Meanwhile, Duensing is doing all she can to influence Invesco, including proposing an "edgy" marketing plan, like the one that kept her stores open for the past few years.

"One thought was hire me, hire Lauren, to bring to this plaza what I brought to Yellow Wood. Use the marketing fund locally," she said. "Yellow Wood has won awards, Yellow Wood is a noted spot in this community. Let's do the same thing with Alamo Plaza."

There's also been a letter-writing campaign, with what Duensing described as hundreds of letters, including one sent on behalf of the CEO of Safeway, which has a store in the same plaza.

Customers are already mourning the loss.

"It's a good place to sit down and have a conversation," said Karen Lanfranki. "I enjoy the patio."

Her husband, Tom, said Yellow Wood, which has water dishes outside, was a frequent destination when he walked his dogs.

Outside, two young men immersed in a conversation weren't aware of the imminent closing.

"The only reason I come to this plaza is for this place," said John Martin, who said he'd been coming to Yellow Wood for about a year.

While they could open a store in a different location, Duensing said, "Our heart is in Alamo."

She's still hoping for a compromise.

"We're open to something that the landlord and property manager might suggest that we haven't thought of," Duensing said, adding that she wants Invesco to "come to the table."

"There's room for compromise but I would say they're firm," she said. "You can't suck water out of a rock, but compromise needs to reflect the real economic condition, which is reflected in real estate values and rent rates."

Comments

Posted by Hal, a resident of Alamo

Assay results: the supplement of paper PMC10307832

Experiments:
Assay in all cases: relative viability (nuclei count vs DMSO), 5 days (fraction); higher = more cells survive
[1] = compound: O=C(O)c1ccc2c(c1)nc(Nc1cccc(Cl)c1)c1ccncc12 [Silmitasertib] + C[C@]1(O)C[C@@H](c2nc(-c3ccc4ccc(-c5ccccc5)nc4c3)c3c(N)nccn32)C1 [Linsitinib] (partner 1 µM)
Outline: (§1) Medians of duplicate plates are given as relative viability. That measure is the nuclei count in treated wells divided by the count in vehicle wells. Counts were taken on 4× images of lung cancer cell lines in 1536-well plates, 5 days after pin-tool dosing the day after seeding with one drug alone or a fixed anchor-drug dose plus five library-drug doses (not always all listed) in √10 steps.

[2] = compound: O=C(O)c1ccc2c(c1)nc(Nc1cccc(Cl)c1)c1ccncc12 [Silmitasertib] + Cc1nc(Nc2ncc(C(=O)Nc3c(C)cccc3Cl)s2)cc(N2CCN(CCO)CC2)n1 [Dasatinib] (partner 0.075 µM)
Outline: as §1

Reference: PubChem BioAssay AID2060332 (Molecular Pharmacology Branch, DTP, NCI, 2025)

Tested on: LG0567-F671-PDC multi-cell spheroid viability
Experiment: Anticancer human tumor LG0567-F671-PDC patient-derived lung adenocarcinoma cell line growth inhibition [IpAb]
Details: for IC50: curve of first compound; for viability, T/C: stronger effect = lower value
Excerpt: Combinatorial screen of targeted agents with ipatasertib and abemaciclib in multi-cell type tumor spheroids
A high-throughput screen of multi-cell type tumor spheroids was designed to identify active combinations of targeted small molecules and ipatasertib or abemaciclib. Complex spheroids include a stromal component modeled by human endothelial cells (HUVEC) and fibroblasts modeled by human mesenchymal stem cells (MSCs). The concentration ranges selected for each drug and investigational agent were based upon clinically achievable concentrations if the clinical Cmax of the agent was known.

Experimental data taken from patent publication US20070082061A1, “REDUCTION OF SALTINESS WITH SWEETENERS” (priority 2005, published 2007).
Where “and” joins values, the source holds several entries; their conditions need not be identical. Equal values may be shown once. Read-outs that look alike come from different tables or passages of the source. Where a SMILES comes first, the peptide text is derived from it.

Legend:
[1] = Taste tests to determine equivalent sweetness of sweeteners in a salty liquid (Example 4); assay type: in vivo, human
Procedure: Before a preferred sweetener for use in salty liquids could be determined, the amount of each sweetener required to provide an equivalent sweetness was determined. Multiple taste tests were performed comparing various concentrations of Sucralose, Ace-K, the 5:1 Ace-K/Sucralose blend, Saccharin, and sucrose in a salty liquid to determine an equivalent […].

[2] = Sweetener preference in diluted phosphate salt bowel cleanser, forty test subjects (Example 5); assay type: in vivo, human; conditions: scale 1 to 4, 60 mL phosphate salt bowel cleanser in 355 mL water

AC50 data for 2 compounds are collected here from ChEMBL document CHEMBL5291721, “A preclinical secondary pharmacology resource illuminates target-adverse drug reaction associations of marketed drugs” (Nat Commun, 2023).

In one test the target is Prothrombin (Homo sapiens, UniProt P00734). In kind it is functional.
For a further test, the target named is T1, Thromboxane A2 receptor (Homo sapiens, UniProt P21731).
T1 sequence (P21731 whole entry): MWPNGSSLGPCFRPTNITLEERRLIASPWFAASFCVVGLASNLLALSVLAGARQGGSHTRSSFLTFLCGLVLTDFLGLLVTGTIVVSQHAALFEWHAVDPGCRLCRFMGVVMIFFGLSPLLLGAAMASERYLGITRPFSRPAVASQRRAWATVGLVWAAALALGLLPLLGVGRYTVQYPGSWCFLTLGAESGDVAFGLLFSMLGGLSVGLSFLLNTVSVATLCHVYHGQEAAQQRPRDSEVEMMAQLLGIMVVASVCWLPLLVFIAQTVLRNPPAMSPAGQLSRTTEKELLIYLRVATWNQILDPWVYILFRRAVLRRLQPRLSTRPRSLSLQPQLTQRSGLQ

on Sep 17, 2010 at 7:14 pm

Dear Emily, Glenn and Dolores,

Thank you for celebrating this exceptional loss to Alamo's potential as a community. Yellow Wood needs to be considered a VERB for the rational centering of Alamo as a diverse and fractured community. It was where neighborhoods came together in strength in 2006 and beyond. It is the place with individuals from diverse perspectives met to form community bonds.

VERBS seldom are a function of real estate. Let all of Alamo continue to seek Yellow Wood among themselves and define a place for Yellow Wood to continue. Clearly, community engagement programs from Safeway, Chevron and other corporations can make this a function of the Alamo business district and it only takes the wealth and interests of our community of neighborhoods to make it happen.

Anyone, will you please step forward?

Hal


Posted by Brad, a resident of San Ramon
on Sep 20, 2010 at 6:31 am

I'm going to miss Yellow Wood. Yellow Wood was one of those places that I liked the very first time I walked in the door. I will miss the atmosphere more than anything else. I really hate to see a local establishment like Yellow Wood go under. RIP Yellow Wood, I truly enjoyed the experience.


Posted by B. Lynn Goodwin, a resident of Danville
on Sep 20, 2010 at 10:16 am

I will miss Yellow Wood and so will my shih tzu, Mikko McPuppers. We loved hanging out on the patio.

Lynn
www.writeradvice.com
Author of You Want Me to Do WHAT? Journaling for Caregivers


Posted by NF Mocha n/w, a resident of Alamo
on Sep 20, 2010 at 10:37 am

How are we to "shop local" if all the local shops are closing? Small businesses fuel our ecomony. Alamo Plaza's landlord needs to look at the bigger picture.


Posted by Dawn, a resident of Alamo
on Sep 20, 2010 at 10:44 am


Yellow Wood will be missed. Beautifully decorated, friendly employees.

I would STRONGLY urge all displaced coffee lovers to consider taking their business to Cherubini, down the street and around the corner.


Posted by Oh!riley, a resident of Alamo